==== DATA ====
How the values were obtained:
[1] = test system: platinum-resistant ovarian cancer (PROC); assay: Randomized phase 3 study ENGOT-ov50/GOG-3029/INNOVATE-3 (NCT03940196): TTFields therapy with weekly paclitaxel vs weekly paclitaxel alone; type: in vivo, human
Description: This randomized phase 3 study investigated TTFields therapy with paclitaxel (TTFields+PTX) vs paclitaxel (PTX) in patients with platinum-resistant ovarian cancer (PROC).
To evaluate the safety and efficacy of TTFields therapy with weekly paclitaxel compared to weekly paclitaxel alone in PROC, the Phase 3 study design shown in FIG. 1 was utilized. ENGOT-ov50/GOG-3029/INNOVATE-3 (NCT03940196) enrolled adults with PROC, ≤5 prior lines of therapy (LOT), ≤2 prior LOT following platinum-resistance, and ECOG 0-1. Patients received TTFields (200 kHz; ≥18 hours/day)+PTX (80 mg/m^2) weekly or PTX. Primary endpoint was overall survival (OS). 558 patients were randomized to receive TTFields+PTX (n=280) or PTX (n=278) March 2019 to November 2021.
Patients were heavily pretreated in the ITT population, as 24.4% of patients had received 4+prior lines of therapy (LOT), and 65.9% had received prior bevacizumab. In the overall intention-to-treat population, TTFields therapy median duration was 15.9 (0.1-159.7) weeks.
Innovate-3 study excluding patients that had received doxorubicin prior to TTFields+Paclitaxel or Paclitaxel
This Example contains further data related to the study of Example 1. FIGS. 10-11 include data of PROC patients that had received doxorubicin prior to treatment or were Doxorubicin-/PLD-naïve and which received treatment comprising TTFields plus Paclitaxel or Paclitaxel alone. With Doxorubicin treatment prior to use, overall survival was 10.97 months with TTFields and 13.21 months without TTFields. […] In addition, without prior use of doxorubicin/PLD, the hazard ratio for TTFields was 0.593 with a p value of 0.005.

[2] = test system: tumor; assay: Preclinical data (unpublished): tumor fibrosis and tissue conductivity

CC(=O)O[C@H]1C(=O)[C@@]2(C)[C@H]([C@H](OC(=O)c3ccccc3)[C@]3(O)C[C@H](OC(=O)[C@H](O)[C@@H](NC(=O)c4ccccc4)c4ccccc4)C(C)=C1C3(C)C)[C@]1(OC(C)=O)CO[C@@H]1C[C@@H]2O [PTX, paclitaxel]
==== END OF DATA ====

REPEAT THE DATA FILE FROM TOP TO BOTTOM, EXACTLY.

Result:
How the values were obtained:
[1] = test system: platinum-resistant ovarian cancer (PROC); assay: Randomized phase 3 study ENGOT-ov50/GOG-3029/INNOVATE-3 (NCT03940196): TTFields therapy with weekly paclitaxel vs weekly paclitaxel alone; type: in vivo, human
Description: This randomized phase 3 study investigated TTFields therapy with paclitaxel (TTFields+PTX) vs paclitaxel (PTX) in patients with platinum-resistant ovarian cancer (PROC).
To evaluate the safety and efficacy of TTFields therapy with weekly paclitaxel compared to weekly paclitaxel alone in PROC, the Phase 3 study design shown in FIG. 1 was utilized. ENGOT-ov50/GOG-3029/INNOVATE-3 (NCT03940196) enrolled adults with PROC, ≤5 prior lines of therapy (LOT), ≤2 prior LOT following platinum-resistance, and ECOG 0-1. Patients received TTFields (200 kHz; ≥18 hours/day)+PTX (80 mg/m^2) weekly or PTX. Primary endpoint was overall survival (OS). 558 patients were randomized to receive TTFields+PTX (n=280) or PTX (n=278) March 2019 to November 2021.
Patients were heavily pretreated in the ITT population, as 24.4% of patients had received 4+prior lines of therapy (LOT), and 65.9% had received prior bevacizumab. In the overall intention-to-treat population, TTFields therapy median duration was 15.9 (0.1-159.7) weeks.
Innovate-3 study excluding patients that had received doxorubicin prior to TTFields+Paclitaxel or Paclitaxel
This Example contains further data related to the study of Example 1. FIGS. 10-11 include data of PROC patients that had received doxorubicin prior to treatment or were Doxorubicin-/PLD-naïve and which received treatment comprising TTFields plus Paclitaxel or Paclitaxel alone. With Doxorubicin treatment prior to use, overall survival was 10.97 months with TTFields and 13.21 months without TTFields. […] In addition, without prior use of doxorubicin/PLD, the hazard ratio for TTFields was 0.593 with a p value of 0.005.

[2] = test system: tumor; assay: Preclinical data (unpublished): tumor fibrosis and tissue conductivity

CC(=O)O[C@H]1C(=O)[C@@]2(C)[C@H]([C@H](OC(=O)c3ccccc3)[C@]3(O)C[C@H](OC(=O)[C@H](O)[C@@H](NC(=O)c4ccccc4)c4ccccc4)C(C)=C1C3(C)C)[C@]1(OC(C)=O)CO[C@@H]1C[C@@H]2O [PTX, paclitaxel]